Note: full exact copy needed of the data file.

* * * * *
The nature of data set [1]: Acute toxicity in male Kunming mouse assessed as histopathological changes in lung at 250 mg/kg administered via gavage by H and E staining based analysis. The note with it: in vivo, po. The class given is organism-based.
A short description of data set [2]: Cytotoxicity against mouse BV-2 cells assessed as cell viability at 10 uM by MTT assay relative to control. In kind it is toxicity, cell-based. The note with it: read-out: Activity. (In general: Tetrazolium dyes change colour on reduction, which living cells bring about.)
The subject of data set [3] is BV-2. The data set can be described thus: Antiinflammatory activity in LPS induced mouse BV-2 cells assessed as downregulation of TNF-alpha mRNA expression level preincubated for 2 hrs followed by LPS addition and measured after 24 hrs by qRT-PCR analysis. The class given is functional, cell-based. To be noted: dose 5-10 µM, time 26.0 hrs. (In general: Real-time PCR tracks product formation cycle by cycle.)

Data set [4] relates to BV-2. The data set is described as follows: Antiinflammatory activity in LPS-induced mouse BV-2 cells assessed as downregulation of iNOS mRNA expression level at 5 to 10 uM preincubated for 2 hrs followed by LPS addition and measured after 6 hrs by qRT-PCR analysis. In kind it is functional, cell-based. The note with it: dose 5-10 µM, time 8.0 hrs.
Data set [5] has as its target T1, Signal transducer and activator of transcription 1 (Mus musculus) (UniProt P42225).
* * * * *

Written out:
The nature of data set [1]: Acute toxicity in male Kunming mouse assessed as histopathological changes in lung at 250 mg/kg administered via gavage by H and E staining based analysis. The note with it: in vivo, po. The class given is organism-based.
A short description of data set [2]: Cytotoxicity against mouse BV-2 cells assessed as cell viability at 10 uM by MTT assay relative to control. In kind it is toxicity, cell-based. The note with it: read-out: Activity. (In general: Tetrazolium dyes change colour on reduction, which living cells bring about.)
The subject of data set [3] is BV-2. The data set can be described thus: Antiinflammatory activity in LPS induced mouse BV-2 cells assessed as downregulation of TNF-alpha mRNA expression level preincubated for 2 hrs followed by LPS addition and measured after 24 hrs by qRT-PCR analysis. The class given is functional, cell-based. To be noted: dose 5-10 µM, time 26.0 hrs. (In general: Real-time PCR tracks product formation cycle by cycle.)

Data set [4] relates to BV-2. The data set is described as follows: Antiinflammatory activity in LPS-induced mouse BV-2 cells assessed as downregulation of iNOS mRNA expression level at 5 to 10 uM preincubated for 2 hrs followed by LPS addition and measured after 6 hrs by qRT-PCR analysis. In kind it is functional, cell-based. The note with it: dose 5-10 µM, time 8.0 hrs.
Data set [5] has as its target T1, Signal transducer and activator of transcription 1 (Mus musculus) (UniProt P42225).